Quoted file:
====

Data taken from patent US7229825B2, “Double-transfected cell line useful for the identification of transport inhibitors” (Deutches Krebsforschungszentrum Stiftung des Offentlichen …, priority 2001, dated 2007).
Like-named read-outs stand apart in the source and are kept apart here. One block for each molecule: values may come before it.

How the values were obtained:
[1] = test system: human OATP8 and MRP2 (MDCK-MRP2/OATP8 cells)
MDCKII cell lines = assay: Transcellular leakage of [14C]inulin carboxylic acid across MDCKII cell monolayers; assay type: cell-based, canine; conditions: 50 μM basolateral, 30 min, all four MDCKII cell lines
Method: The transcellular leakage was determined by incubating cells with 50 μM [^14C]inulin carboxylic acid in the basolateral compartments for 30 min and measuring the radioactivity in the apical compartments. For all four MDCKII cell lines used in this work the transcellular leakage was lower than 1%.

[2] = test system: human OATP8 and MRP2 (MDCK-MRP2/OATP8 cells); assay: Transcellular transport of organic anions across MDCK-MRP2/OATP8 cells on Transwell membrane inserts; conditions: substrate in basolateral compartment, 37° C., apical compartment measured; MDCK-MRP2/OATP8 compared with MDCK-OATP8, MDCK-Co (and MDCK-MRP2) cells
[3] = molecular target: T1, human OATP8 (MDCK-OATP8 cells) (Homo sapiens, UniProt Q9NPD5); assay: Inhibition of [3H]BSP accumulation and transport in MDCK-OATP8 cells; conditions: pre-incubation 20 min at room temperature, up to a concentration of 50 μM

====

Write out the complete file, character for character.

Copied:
Data taken from patent US7229825B2, “Double-transfected cell line useful for the identification of transport inhibitors” (Deutches Krebsforschungszentrum Stiftung des Offentlichen …, priority 2001, dated 2007).
Like-named read-outs stand apart in the source and are kept apart here. One block for each molecule: values may come before it.

How the values were obtained:
[1] = test system: human OATP8 and MRP2 (MDCK-MRP2/OATP8 cells)
MDCKII cell lines = assay: Transcellular leakage of [14C]inulin carboxylic acid across MDCKII cell monolayers; assay type: cell-based, canine; conditions: 50 μM basolateral, 30 min, all four MDCKII cell lines
Method: The transcellular leakage was determined by incubating cells with 50 μM [^14C]inulin carboxylic acid in the basolateral compartments for 30 min and measuring the radioactivity in the apical compartments. For all four MDCKII cell lines used in this work the transcellular leakage was lower than 1%.

[2] = test system: human OATP8 and MRP2 (MDCK-MRP2/OATP8 cells); assay: Transcellular transport of organic anions across MDCK-MRP2/OATP8 cells on Transwell membrane inserts; conditions: substrate in basolateral compartment, 37° C., apical compartment measured; MDCK-MRP2/OATP8 compared with MDCK-OATP8, MDCK-Co (and MDCK-MRP2) cells
[3] = molecular target: T1, human OATP8 (MDCK-OATP8 cells) (Homo sapiens, UniProt Q9NPD5); assay: Inhibition of [3H]BSP accumulation and transport in MDCK-OATP8 cells; conditions: pre-incubation 20 min at room temperature, up to a concentration of 50 μM